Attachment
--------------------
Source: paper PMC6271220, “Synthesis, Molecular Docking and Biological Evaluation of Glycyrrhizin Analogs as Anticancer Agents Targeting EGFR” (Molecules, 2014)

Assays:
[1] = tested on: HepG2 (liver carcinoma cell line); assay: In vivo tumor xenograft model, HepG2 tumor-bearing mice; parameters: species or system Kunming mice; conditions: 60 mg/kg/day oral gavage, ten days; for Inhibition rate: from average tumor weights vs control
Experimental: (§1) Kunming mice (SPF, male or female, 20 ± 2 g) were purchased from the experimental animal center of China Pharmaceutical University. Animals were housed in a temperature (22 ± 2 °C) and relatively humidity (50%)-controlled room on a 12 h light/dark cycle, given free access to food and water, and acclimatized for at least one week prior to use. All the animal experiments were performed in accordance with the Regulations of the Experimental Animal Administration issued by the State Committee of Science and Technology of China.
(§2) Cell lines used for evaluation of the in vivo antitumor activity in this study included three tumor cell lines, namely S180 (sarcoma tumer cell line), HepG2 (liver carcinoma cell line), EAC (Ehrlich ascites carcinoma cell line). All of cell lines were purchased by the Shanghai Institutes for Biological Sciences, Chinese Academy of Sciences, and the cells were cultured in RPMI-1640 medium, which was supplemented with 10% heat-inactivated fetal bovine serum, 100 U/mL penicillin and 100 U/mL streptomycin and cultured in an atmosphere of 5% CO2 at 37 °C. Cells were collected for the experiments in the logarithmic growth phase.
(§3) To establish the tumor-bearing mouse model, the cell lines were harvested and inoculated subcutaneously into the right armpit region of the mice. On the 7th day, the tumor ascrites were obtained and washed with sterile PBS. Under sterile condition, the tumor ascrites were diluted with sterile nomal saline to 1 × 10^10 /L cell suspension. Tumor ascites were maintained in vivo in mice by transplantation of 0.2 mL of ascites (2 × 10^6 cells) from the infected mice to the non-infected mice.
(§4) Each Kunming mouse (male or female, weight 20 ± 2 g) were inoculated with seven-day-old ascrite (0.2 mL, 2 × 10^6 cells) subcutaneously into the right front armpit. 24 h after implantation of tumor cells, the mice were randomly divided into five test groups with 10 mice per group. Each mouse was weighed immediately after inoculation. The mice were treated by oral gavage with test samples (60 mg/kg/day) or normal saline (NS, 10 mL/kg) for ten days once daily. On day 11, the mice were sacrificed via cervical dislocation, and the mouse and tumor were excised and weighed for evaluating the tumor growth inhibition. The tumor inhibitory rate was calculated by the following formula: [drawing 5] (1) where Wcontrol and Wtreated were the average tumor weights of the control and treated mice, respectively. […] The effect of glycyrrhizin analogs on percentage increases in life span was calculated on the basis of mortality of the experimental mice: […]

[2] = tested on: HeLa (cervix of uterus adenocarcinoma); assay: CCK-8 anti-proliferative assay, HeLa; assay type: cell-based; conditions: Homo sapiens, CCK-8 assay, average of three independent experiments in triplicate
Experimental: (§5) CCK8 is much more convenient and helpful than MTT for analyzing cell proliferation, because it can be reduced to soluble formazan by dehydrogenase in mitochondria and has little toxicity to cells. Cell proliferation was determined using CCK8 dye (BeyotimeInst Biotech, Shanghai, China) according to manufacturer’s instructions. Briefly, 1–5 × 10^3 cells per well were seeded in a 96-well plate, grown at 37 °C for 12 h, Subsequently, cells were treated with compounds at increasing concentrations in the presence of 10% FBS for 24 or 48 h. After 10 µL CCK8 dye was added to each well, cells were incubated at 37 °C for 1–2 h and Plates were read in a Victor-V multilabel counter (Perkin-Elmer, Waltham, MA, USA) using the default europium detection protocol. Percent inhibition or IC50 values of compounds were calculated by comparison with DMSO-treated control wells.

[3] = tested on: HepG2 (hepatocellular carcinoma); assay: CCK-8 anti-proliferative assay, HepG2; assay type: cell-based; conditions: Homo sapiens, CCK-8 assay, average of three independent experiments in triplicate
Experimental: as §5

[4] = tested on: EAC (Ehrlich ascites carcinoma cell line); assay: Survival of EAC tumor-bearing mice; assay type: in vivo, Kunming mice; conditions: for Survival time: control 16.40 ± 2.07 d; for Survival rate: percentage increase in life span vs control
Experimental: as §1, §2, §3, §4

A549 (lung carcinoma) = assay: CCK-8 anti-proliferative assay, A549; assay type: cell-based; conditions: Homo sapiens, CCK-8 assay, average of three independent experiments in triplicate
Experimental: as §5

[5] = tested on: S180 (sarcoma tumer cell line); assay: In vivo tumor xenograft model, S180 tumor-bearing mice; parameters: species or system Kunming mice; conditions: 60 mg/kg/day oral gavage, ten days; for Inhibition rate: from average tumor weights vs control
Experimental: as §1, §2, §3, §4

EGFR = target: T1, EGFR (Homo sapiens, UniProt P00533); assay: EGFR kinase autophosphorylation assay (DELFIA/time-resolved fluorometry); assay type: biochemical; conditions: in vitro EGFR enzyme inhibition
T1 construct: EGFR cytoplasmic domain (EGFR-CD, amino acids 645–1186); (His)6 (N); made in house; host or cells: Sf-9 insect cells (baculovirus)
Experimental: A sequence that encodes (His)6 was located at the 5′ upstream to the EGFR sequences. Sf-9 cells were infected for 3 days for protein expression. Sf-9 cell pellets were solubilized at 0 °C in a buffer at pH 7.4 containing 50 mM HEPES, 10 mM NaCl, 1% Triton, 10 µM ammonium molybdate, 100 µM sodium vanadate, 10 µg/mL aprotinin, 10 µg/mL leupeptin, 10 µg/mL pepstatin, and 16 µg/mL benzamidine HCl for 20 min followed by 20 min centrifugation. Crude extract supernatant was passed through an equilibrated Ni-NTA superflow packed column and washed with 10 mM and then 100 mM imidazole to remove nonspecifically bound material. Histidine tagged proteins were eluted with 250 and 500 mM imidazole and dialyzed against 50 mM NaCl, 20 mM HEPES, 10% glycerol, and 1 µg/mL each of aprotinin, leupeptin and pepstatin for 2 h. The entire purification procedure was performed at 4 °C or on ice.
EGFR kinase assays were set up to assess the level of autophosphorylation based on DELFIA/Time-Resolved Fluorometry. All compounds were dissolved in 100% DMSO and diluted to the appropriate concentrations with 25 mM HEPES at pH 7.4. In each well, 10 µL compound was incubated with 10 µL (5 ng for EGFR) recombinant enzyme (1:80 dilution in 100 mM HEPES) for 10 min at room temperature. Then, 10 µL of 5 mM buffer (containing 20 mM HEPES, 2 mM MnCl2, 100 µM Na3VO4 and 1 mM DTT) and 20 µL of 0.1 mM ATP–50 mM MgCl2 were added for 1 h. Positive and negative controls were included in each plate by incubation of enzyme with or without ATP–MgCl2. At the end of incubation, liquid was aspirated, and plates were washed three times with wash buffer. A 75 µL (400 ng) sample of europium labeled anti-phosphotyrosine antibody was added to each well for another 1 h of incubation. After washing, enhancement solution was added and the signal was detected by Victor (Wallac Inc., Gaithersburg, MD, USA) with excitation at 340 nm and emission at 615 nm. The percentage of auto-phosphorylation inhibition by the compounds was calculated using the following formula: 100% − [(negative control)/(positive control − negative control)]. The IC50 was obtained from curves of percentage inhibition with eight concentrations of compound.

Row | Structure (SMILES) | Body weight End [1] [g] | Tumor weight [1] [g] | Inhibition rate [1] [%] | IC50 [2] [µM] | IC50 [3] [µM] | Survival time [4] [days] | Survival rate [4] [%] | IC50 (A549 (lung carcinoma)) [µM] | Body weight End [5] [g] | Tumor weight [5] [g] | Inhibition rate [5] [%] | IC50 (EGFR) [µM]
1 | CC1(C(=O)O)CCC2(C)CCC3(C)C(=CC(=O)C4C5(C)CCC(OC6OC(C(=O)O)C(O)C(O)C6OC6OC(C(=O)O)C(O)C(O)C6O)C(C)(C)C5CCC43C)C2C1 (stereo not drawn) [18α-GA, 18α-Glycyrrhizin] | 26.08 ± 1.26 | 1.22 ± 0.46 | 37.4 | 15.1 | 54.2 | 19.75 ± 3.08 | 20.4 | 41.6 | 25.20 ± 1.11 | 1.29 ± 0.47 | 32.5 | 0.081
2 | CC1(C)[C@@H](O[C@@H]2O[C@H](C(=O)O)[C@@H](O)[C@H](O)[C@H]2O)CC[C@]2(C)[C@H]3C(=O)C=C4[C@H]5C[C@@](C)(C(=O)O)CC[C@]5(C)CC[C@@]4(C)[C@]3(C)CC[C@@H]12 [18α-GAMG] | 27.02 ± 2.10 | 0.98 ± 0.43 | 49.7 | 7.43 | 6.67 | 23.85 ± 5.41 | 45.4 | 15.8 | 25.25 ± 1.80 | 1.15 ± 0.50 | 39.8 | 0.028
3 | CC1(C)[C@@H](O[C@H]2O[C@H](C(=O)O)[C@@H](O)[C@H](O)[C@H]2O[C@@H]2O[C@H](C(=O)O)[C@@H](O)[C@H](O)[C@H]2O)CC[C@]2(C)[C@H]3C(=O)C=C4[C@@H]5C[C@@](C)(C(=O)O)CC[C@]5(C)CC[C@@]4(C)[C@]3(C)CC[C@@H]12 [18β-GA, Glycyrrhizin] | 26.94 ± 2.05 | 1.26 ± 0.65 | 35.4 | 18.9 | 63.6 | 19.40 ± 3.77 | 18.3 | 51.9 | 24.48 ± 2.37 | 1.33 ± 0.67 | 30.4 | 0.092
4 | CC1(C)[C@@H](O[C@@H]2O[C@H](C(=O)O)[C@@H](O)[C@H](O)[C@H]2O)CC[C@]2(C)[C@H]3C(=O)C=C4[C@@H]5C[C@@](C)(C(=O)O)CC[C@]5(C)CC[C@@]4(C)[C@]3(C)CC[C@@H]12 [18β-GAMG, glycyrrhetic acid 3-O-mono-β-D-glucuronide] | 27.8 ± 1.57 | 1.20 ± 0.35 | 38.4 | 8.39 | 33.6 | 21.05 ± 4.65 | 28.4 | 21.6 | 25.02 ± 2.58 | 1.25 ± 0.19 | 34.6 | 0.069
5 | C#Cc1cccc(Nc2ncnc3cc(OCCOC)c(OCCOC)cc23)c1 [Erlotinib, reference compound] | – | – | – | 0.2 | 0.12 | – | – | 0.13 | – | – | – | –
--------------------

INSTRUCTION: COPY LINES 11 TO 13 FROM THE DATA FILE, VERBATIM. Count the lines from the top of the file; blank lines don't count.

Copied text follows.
Experimental: as §5

[4] = tested on: EAC (Ehrlich ascites carcinoma cell line); assay: Survival of EAC tumor-bearing mice; assay type: in vivo, Kunming mice; conditions: for Survival time: control 16.40 ± 2.07 d; for Survival rate: percentage increase in life span vs control
Experimental: as §1, §2, §3, §4